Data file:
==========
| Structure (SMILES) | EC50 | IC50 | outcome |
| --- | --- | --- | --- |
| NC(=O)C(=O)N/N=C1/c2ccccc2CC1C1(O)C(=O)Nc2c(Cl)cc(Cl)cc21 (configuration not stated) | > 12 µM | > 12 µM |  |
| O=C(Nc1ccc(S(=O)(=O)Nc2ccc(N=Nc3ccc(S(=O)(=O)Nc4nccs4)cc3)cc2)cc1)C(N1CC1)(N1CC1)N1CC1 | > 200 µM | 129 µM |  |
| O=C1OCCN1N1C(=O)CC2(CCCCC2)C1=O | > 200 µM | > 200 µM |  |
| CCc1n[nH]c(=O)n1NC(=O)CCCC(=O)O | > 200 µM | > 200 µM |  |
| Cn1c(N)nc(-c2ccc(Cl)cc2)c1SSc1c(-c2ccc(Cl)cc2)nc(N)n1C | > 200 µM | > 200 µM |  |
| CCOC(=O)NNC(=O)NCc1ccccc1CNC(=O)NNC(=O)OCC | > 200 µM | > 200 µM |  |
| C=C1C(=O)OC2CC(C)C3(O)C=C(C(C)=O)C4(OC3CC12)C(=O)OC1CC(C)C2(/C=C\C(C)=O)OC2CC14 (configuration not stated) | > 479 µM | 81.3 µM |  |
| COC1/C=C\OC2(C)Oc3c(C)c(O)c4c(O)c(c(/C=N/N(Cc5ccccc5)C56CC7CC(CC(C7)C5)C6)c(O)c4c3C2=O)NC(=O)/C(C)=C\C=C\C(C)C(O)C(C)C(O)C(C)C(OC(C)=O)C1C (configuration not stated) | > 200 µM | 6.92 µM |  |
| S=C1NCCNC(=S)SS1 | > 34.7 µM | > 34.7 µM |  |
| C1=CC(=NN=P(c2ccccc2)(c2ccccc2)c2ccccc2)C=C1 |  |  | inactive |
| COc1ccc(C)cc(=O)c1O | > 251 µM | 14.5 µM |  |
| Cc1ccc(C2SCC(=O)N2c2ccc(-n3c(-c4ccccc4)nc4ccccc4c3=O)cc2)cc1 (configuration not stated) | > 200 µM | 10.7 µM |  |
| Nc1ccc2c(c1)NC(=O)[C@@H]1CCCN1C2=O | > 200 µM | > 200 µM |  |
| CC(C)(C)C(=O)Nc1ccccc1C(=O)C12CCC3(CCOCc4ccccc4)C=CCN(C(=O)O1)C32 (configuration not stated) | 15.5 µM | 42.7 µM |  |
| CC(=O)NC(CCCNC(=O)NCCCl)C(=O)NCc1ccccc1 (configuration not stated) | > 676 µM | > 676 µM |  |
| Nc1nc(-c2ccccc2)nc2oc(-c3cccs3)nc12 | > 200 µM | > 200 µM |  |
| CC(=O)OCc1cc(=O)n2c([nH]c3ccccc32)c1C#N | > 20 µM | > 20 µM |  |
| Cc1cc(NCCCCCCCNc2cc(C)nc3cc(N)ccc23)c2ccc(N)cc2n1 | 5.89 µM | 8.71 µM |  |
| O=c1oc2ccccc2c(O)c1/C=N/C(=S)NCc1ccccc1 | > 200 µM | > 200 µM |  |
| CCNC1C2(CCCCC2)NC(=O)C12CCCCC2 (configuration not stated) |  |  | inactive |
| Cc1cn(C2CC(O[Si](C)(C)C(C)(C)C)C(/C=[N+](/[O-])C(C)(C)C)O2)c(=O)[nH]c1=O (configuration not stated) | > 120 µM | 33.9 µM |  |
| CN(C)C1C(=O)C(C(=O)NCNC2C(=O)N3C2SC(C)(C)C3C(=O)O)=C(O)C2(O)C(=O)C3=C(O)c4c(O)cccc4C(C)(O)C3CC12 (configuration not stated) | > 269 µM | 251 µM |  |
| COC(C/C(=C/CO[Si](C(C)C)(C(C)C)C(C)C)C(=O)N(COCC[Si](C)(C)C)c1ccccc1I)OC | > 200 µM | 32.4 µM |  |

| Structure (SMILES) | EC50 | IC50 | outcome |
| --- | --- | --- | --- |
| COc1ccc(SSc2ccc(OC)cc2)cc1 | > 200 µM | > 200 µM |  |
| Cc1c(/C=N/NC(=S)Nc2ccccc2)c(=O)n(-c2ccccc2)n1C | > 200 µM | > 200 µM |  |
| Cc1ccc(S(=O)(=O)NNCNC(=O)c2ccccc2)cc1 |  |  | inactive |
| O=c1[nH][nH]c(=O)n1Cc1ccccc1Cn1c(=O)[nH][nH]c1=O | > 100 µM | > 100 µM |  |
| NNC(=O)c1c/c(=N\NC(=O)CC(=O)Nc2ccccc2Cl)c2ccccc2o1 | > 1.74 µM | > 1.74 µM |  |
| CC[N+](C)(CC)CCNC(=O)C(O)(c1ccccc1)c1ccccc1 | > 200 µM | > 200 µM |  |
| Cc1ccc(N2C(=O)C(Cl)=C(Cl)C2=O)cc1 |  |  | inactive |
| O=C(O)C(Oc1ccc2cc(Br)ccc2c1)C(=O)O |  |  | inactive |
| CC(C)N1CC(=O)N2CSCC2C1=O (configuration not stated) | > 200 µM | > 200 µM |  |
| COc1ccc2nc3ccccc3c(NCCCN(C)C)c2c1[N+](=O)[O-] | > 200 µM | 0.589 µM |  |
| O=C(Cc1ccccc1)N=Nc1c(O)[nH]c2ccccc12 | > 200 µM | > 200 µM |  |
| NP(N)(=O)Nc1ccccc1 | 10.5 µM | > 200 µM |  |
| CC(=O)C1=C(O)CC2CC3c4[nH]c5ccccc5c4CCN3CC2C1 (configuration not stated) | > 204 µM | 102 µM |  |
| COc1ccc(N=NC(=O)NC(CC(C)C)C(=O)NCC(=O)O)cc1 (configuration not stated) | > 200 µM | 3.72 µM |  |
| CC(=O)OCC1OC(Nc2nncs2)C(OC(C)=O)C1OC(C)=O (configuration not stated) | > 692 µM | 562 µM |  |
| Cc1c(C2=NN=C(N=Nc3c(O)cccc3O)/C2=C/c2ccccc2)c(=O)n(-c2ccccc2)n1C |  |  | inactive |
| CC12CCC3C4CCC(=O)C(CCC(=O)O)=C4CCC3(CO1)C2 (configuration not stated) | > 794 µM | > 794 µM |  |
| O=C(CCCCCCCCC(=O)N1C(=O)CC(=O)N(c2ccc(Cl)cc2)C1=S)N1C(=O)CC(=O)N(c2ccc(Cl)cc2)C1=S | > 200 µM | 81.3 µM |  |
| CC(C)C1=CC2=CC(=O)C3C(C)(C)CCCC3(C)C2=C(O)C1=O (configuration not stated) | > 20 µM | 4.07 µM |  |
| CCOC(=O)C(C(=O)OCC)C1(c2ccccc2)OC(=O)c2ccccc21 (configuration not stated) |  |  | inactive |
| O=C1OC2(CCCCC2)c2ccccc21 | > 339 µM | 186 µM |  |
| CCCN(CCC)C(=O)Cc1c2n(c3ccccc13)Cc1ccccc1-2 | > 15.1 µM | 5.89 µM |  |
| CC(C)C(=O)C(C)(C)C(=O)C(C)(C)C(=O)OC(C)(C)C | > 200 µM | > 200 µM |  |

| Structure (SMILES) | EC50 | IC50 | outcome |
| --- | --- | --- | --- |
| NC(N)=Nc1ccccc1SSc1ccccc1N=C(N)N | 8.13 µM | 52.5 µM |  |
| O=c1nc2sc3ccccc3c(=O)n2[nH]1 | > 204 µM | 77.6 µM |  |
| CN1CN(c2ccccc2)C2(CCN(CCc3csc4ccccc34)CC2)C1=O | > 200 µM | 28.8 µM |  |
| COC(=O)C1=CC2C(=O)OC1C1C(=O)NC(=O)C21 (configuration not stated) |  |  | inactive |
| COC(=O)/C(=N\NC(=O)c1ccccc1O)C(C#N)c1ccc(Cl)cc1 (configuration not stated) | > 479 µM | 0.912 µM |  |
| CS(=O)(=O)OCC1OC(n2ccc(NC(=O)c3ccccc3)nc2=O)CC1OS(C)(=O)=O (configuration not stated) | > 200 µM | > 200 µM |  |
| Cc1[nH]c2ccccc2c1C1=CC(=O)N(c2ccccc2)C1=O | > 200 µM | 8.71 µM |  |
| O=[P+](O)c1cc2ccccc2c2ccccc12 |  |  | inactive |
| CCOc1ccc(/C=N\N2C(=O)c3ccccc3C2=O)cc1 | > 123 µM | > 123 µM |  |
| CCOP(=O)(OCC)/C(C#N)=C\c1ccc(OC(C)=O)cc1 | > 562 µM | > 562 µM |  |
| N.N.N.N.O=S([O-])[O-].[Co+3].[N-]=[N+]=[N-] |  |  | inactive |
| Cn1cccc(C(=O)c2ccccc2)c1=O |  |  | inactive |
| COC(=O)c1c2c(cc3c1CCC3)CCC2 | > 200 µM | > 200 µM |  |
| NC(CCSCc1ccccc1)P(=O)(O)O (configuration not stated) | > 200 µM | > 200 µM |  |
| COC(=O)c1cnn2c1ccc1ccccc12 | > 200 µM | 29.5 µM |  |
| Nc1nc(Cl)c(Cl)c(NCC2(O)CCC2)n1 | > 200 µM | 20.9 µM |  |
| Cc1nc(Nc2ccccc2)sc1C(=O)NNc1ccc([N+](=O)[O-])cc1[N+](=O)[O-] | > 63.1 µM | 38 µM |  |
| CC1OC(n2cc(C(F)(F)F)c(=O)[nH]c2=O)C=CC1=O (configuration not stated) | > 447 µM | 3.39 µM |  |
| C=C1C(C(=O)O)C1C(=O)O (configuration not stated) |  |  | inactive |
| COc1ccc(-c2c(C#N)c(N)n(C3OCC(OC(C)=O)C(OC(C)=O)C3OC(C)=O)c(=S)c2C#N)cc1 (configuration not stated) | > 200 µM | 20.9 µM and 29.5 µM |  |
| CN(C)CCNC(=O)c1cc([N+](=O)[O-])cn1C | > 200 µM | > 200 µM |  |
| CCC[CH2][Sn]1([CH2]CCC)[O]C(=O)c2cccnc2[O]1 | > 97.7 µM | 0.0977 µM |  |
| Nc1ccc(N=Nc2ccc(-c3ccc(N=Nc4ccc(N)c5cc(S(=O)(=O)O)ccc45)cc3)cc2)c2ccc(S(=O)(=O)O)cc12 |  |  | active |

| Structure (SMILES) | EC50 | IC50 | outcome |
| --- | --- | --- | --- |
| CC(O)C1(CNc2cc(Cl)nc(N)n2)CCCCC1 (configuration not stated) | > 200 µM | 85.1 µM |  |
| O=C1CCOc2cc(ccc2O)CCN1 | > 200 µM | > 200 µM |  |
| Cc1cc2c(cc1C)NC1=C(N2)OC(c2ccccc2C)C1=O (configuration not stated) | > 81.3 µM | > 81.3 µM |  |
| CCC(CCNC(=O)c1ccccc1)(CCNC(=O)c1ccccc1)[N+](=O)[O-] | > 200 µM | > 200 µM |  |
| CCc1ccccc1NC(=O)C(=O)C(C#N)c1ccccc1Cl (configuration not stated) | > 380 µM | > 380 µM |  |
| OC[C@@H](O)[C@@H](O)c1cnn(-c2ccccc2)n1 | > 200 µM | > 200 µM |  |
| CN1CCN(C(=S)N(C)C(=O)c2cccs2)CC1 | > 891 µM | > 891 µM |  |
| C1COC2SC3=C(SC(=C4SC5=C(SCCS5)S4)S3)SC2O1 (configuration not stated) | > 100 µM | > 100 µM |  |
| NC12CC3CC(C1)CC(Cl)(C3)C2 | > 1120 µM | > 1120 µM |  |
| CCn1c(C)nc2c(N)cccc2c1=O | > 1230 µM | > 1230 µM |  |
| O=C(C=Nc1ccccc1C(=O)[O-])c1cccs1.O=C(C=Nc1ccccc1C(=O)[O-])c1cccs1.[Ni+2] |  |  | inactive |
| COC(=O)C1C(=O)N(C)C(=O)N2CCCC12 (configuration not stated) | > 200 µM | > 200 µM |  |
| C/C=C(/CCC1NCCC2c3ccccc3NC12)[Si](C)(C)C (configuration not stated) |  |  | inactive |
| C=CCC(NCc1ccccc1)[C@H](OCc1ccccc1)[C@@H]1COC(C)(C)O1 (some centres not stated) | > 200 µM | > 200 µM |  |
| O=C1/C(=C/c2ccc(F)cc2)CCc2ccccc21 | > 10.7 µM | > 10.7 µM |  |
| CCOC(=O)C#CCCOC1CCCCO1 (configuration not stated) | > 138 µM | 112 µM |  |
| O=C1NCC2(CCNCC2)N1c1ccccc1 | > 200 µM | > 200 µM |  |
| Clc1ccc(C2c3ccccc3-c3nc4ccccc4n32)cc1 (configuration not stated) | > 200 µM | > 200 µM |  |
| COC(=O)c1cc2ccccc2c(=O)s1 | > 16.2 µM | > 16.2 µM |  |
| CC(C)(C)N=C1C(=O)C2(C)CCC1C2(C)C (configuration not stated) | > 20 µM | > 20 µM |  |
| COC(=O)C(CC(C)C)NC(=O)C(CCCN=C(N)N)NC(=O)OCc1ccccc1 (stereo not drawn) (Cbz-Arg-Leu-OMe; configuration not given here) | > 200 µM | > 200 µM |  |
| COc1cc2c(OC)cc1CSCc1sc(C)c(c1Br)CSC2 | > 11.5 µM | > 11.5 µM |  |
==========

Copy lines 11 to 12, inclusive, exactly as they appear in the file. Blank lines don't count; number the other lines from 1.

| S=C1NCCNC(=S)SS1 | > 34.7 µM | > 34.7 µM |  |
| C1=CC(=NN=P(c2ccccc2)(c2ccccc2)c2ccccc2)C=C1 |  |  | inactive |